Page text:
Layoffs Hitting Retail: J.Crew, Walmart Cutting Jobs

  • Layoffs have started trickling into the retail sector, primarily impacting corporate employees.
  • J.Crew, Nordstrom, Walmart, and more have made job cuts since the start of the year.
  • Still, few retailers are laying off store employees as the “labor hoarding” trend continues in 2023.

Layoffs have officially arrived in the retail sector. 

Since the start of 2023, major retailers ranging from department stores to direct-to-consumer brands have cut staff, the latest swing in a sector that’s been hit hard by labor challenges and inflation. 

Most of the cuts so far have impacted corporate retail employees. At a store level, many retailers are actually holding tighter to workers than usual, even seasonal employees, in a practice economists call “labor hoarding.”

Still, three months into the year, over a dozen companies have already announced layoffs impacting hundreds, sometimes thousands of employees. 

Here are the retailers who have announced layoffs in 2023: 

  • J.Crew: Around 40 corporate employees were laid off recently, equal to less than 3% of the company’s workforce, WWD reported
  • Walmart: The big box store chain has cut hundreds of jobs at store and fulfillment centers in recent weeks. Hundreds were laid off at e-commerce fulfillment centers across the country, while 480 roles were cut due to store closures in Portland, Oregon, according to documents filed with the state. The company is also closing three tech hubs in Texas, Oregon, and California and offering those employees the option to relocate to its Arkansas headquarters or accept a severance package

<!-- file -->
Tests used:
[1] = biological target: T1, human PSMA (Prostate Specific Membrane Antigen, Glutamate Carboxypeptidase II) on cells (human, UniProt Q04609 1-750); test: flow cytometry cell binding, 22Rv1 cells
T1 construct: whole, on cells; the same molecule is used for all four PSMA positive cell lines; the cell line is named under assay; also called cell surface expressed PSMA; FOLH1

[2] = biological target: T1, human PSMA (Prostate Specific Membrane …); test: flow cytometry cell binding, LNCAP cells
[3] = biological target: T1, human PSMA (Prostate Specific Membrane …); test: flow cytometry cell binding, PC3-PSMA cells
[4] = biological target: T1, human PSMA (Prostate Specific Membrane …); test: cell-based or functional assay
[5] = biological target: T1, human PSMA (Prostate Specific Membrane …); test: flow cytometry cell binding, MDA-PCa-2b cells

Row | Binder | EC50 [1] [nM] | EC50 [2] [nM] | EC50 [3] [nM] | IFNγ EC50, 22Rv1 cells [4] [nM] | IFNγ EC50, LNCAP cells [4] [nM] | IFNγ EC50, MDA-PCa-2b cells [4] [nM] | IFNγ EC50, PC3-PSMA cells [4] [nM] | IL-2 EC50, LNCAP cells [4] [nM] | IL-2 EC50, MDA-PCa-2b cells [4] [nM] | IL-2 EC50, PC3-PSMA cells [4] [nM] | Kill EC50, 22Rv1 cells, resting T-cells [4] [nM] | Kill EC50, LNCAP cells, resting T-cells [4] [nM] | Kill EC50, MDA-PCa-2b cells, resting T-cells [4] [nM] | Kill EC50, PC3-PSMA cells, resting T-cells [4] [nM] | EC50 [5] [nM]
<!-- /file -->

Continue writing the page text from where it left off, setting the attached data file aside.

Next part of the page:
• Gopuff: The delivery startup laid off more than 100 employees, or about 2% of its workforce, Bloomberg reported. It’s Gopuff’s third round of layoffs in the last year. 
  • Zulily: The online retailer cut an undisclosed number of its nearly 2,000 corporate employees in an effort to trim expenses, Puget Sound Business Journal reported
  • Nordstrom: The company is shuttering is Canadian operations by late June, citing no realistic path to profitability. About 2,500 employees will be cut as a result.

FILE PHOTO: The Nordstrom store is pictured in Broomfield, Colorado, February 23, 2017.REUTERS/Rick Wilking

A Nordstrom store in Broomfield, Colorado.


Customers shop at Everlane store with clothing on display

An Everlane store in San Francisco.

Liz Hafalia/The San Francisco Chronicle via Getty Images

  • Wayfair: The online home goods retailer cut 1,750 jobs, or about 10% of its workforce in January. The majority of the layoffs, about 1,200 positions, were corporate employees in an effort to “eliminate management layers and reorganize to be more agile,” Wayfair said. 
  • At least 100 positions were eliminated at the e-commerce branch of Saks Fifth Avenue, or about 3.5% of its staff. Saks Off 5th’s e-commerce site also conducted layoffs, though it’s unclear how many workers were impacted. 
  • The Bay: The e-commerce arm of Canadian department store Hudson’s Bay laid off less than 2% of its employees.
  • Ruggable: The direct-to-consumer rug brand cut 100 corporate jobs in what the company said was a move to better position it for “today’s challenging economic environment.”
  • Amazon: About 18,000 employees were laid off in January, many of them focused on the e-commerce giant’s brick-and-mortar retail business. 
  • Zappos: More than 300 workers, or about a fifth of the workforce, were cut from the Amazon-owned online shoe brand as part of the January layoffs.

Source link

We will be happy to hear your thoughts

Leave a reply
Enable registration in settings - general
Shopping cart